2 Replies Latest reply on Aug 26, 2014 8:27 AM by philmodjunk

    Creating Unique Primary and Foreign Keys After the Fact

    themactech.

      Title

      Creating Unique Primary and Foreign Keys After the Fact

      Post

           Hi All

           If this has been discussed before please forgive me and point me to a more appropriate thread.

           I just inherited a simple "one to many" 2-table database (but has over 700 records) so far. The PK was set as a text field called Catalog Number which was related to a FK (text) named the same thing in the other table.

           The problem i discovered was that the PK in the catalog table wasn't set to be unique or auto-entered so as a result I have duplicate catalog numbers in the primary table with different data.

           I know how to create a new pkID field that is auto-entered and then populate it.. but what about the other table. If I create the fkID field in the other table, what's the best practice to make sure i have the most accurate data on the other side?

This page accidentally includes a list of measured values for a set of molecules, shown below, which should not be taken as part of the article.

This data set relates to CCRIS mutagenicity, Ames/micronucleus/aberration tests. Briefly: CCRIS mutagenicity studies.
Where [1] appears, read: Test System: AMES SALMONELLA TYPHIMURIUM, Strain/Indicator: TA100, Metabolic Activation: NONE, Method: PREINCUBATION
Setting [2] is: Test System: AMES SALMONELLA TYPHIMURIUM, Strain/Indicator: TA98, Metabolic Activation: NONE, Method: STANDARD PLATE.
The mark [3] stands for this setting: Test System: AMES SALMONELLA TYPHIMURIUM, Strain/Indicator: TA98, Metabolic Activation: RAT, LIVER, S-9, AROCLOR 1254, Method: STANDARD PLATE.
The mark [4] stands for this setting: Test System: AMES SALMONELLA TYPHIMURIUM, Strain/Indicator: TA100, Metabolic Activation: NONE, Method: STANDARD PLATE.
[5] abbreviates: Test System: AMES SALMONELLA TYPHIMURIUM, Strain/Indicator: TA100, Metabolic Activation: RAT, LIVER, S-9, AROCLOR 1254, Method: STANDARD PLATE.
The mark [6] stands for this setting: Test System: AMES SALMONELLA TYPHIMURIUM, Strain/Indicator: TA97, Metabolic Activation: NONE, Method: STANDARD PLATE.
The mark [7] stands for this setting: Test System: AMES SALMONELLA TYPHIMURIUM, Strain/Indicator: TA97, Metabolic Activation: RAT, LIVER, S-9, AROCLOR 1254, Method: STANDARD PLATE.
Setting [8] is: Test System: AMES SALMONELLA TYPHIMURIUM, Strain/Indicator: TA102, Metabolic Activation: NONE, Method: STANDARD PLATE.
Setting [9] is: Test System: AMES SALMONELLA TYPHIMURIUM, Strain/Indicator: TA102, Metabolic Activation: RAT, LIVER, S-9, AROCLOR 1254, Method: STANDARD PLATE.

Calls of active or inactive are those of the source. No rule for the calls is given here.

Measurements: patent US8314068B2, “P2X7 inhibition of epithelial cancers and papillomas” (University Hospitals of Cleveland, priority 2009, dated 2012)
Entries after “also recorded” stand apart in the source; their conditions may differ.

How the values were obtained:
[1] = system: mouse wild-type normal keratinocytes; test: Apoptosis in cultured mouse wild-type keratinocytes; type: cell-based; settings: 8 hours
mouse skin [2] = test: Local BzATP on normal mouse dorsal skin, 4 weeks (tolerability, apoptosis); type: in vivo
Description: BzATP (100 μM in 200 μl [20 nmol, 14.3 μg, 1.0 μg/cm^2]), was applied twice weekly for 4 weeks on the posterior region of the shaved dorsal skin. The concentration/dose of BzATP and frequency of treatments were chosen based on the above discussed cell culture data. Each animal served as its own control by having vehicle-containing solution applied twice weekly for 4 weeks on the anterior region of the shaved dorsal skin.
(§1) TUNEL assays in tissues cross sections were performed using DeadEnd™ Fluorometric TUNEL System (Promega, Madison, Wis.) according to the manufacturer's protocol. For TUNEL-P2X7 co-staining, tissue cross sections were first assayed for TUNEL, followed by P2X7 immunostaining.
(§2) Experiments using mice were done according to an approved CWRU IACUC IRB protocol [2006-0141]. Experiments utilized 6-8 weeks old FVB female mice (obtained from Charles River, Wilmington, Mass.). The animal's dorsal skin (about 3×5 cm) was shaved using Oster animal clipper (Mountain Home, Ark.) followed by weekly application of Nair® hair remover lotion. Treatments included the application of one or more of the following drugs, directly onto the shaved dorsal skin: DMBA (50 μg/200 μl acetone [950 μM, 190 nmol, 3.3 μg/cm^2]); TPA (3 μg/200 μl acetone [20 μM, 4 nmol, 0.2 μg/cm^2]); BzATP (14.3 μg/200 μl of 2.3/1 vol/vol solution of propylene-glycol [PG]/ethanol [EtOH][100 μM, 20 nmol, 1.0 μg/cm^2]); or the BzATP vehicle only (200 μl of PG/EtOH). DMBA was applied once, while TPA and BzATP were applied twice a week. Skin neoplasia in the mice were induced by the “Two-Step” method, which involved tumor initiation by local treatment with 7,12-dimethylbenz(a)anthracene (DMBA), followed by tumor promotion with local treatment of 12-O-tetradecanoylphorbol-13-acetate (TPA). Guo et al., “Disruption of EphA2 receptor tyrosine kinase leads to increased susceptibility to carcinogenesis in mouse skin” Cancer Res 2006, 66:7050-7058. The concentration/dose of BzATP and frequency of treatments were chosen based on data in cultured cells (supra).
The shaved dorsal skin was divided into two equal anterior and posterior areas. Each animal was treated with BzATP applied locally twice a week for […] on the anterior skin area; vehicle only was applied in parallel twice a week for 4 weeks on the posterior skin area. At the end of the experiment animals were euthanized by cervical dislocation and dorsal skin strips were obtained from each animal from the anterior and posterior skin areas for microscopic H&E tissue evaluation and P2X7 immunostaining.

Hope that makes sense and thanks in advance for the advice.

           CL

        • 1. Re: Creating Unique Primary and Foreign Keys After the Fact
          j.hall

               I think a script may be your best solution here. Have it look up the catalog number in the 2nd table and then reference back to the first and update the FKID based on what it finds. Then when it's done that, you can reconfigure your relationship to use the pkID <-> fkID instead of the Text based Catalog number.

               Another option, which might also work for you that I've had to do, is to "retype" the catalog number. Doing a GetAsNumber(CatalogNumber) and that will convert it to a new field as a Number instead of a text. Keep in mind that won't work if the catalog number has anything other than numbers in it.

               I'm sure others may have a better solution, but that's my input on it.

          • 2. Re: Creating Unique Primary and Foreign Keys After the Fact
            philmodjunk

                 The key thing is to assign the new correct value to your FK fields before you make a change that breaks the current relationship. That may require setting up a temporary additional table occurrence of your parent record and even a field to hold the new primary key that is separate from the original catalog number field.